For the uninitiated, the efficiency, collectivity, and organizational
panache with which the vast network of trails and mountain huts in the Austrian Alps are maintained can be positively mind-boggling.
Austrian, German, Dutch and Italian alpine clubs are located
throughout the region, and are linked together by exceedingly
well-marked trails. If you’re committed to adhering to local custom
and sticking religiously to the established paths, it’s perfectly safe
to hike throughout the region without a guide.
Long trails are marked with the red and white striped Austrian flag.
As long as you carry the necessary gear (a sleeping bag, water, and
proper footwear are essential, whatever your plans) then even novice alpinists can chase adventure in the mountains at their own pace and on their own agenda. Take care not to get caught out in the elements unexpectedly and don’t overestimate your ability to cover long distances at high altitudes, for instance.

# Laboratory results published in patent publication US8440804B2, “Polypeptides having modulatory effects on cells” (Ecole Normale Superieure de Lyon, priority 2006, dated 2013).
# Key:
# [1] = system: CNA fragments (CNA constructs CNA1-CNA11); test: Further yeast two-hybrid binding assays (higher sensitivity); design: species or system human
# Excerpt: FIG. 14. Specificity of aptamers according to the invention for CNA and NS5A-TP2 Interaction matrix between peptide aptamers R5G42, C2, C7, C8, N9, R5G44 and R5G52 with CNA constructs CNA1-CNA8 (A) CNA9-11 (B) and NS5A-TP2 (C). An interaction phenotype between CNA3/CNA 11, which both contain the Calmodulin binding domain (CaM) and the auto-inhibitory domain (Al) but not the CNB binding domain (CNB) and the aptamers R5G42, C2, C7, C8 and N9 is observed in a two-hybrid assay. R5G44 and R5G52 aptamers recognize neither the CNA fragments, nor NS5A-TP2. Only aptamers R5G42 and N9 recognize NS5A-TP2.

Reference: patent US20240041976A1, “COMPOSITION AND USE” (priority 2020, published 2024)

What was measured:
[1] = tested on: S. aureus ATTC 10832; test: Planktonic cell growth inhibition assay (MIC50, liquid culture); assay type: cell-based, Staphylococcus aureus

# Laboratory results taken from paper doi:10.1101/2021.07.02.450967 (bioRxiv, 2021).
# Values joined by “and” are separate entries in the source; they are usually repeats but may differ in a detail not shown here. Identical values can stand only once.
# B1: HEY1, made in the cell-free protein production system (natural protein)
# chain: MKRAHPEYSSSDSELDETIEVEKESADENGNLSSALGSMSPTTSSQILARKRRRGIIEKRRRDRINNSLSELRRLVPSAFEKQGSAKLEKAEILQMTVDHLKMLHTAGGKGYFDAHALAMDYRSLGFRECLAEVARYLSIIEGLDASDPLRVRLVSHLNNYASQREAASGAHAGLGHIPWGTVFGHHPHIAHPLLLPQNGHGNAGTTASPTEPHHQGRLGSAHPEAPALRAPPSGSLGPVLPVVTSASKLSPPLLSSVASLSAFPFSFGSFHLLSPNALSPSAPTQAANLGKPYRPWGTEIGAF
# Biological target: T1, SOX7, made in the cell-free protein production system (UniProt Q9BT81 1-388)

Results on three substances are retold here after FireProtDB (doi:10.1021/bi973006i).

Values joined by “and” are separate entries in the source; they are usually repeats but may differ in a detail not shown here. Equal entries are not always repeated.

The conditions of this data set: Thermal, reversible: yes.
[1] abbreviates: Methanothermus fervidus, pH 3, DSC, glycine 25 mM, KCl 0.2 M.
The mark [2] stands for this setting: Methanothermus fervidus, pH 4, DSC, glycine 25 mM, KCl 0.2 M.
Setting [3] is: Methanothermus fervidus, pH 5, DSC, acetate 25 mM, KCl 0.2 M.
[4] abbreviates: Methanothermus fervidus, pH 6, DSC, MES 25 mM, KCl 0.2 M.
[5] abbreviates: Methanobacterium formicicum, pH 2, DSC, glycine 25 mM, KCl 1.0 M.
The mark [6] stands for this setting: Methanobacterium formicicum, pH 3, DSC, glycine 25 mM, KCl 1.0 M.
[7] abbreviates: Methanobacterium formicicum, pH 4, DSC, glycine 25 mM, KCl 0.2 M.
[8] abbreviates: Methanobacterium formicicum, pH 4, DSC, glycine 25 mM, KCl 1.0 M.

Travelers expecting to find vast solitude may be sorely disappointed,
as the Alps can be quite crowded in the high season, to the extent
that unlucky latecomers may find themselves sleeping on the floor of
many mountain huts in the event that all sleeping cots and beds are
full. Conditions in most huts are fairly basic and food and drinks,
while meager, can be quite expensive due to the high cost of delivery.
If you’re willing to do without luxuries, however, and pack in your own rations, and provided you don’t mind sleeping shoulder to shoulder with a likeminded stranger, an authentic alpine experience is yours for the taking.